Across the sea to Ireland
position 51:29.11N 09:22.73W
Across the sea to Ireland
We end for ended the 80 metres of anchor chain before leaving St Mary’s Pool because a few of the links about 20 metres down were delaminating which would have weakened the strength of the 10mm links. Now we can lay as much as 60 metres without too much worry, giving us enough to anchor in 20 metres, since we let out three times the estimated depth of water at high tide. At some stage the degraded links can be cut off and the remainder re-joined.
We cleared the Pool by 6.00am on the 21st May and by midday we were creaming along at 6.7 knots under first reef in the sails by midday. It was great to be under sail once more with a short overnight passage of 158 miles to cover to Baltimore. The wind was perfect, just behind the beam, and on the rise. By the evening the log records 18.7 knots so in went the second reef for a comfy night for both Zoons and us.
The first half of the trip gave us steady winds but the second half had pockets of light air giving us 9 – 21 knots. Zoonie wasn’t fussed, she just slowed down a little and then picked up her speed as we let out sail and then re-reefed as the wind increased.
When we set off we headed west of Baltimore because the forecast showed the winding veering clockwise, so the plan was that as it did we could then veer around with it, which is what happened.
It was a cold night. I am always reluctant to use such extreme language, but it was not cool, it was cold. Combined with a single overnight passage which does not give one’s system a chance to adapt to three-hour watches, the first day in Baltimore was a day of rest and warming up!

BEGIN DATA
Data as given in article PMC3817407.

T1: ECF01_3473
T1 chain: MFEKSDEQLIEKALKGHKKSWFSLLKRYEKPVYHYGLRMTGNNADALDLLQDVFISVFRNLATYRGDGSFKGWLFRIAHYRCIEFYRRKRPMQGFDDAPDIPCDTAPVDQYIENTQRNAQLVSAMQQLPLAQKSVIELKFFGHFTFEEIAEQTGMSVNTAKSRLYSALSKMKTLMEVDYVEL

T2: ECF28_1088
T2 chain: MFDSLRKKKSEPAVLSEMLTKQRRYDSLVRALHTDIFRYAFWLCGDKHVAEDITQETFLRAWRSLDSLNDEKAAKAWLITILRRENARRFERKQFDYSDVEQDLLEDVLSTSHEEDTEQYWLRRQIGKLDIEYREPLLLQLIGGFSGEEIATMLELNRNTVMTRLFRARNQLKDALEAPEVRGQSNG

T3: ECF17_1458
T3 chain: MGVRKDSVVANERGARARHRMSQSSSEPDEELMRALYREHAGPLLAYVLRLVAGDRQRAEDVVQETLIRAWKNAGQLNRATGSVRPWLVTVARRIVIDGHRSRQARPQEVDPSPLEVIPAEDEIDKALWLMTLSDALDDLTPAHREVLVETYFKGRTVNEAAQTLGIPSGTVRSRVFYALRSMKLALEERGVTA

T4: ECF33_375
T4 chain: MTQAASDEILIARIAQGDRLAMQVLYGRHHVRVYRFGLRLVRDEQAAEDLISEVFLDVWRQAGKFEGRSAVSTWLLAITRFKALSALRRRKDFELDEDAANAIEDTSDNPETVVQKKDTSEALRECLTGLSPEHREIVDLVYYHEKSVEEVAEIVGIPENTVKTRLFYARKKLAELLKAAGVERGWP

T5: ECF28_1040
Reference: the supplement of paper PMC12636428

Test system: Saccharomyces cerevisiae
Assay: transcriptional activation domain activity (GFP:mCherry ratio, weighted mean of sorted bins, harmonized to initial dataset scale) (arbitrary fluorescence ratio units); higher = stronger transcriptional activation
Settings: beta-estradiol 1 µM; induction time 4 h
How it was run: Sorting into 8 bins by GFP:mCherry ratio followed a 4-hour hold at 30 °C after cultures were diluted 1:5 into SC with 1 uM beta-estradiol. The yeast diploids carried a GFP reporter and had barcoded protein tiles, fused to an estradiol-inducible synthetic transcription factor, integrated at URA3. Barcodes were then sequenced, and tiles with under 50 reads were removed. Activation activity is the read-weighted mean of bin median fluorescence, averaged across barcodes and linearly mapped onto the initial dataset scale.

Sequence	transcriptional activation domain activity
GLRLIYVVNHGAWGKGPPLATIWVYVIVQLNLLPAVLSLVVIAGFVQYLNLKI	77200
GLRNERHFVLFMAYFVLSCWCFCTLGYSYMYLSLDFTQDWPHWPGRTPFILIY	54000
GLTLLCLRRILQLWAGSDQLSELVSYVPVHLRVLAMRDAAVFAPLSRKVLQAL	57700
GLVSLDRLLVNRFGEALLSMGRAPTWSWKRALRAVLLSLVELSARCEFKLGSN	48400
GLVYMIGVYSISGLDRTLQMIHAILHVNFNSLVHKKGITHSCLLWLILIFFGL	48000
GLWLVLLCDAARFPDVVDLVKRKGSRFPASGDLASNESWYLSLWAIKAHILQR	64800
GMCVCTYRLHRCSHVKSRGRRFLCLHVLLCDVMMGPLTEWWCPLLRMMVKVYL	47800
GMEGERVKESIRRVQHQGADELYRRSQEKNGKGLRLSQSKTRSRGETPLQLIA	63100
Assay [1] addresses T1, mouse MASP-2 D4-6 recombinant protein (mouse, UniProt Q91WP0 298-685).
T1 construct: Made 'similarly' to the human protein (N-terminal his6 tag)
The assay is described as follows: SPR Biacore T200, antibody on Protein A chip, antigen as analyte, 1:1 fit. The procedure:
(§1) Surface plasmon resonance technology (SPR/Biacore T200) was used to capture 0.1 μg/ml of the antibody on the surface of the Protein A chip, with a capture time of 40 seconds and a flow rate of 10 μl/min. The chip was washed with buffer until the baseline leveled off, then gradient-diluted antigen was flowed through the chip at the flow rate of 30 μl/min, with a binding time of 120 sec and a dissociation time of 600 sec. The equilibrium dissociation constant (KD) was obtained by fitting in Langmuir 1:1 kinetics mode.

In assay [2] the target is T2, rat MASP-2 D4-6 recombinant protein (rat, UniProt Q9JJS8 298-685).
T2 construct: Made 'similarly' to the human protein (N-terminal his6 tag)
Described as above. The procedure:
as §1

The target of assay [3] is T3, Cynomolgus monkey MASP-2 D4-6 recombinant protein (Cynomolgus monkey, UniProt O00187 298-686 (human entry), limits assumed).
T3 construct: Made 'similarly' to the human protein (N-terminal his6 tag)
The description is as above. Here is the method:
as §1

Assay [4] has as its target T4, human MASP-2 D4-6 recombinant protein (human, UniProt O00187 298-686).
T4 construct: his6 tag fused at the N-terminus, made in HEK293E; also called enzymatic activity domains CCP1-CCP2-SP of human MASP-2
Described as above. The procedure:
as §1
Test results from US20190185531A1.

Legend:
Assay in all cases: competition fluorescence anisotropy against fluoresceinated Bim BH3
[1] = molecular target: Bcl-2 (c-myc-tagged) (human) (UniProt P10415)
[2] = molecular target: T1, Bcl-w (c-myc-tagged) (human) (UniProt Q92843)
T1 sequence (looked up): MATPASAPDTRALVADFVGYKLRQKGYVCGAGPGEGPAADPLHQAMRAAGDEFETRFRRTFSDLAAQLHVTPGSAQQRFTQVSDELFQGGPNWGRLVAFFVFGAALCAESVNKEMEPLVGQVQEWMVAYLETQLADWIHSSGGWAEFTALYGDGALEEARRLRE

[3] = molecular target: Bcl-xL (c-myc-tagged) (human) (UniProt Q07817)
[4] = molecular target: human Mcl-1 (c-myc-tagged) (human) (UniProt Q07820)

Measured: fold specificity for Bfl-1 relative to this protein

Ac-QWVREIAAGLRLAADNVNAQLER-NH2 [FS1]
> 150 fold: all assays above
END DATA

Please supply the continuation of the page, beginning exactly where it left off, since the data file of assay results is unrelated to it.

Can you spot Lot’s Wife, the tall slim white cone on the promontory to the right of the entrance in to Baltimore? The British Government ordered its building after the 1798 Irish rebellion against British rule. It would be another 124 years before a treaty was signed in 1922 between the two countries and Ireland became recognised as an independent republic in 1937.
It was a welcome sight with the early morning sun shining on the white as effectively as if it was a light. Whether the design was meant to make the Irish think of Lot’s wife, who was turned to salt as she looked back on the city of Sodom, as a message to the Irish not to look back on their independence but only ahead to British rule I do not know, but as we turned into the shallow haven of Baltimore we were pleased to be arriving on a peaceful mission and we anchored in mud and sand off the pretty little town ready for a rest.
Once all the tasks were complete my lovely shipmate said,
“I know it’s early but would you like a gin and tonic?” There is no need to type my reply is there?
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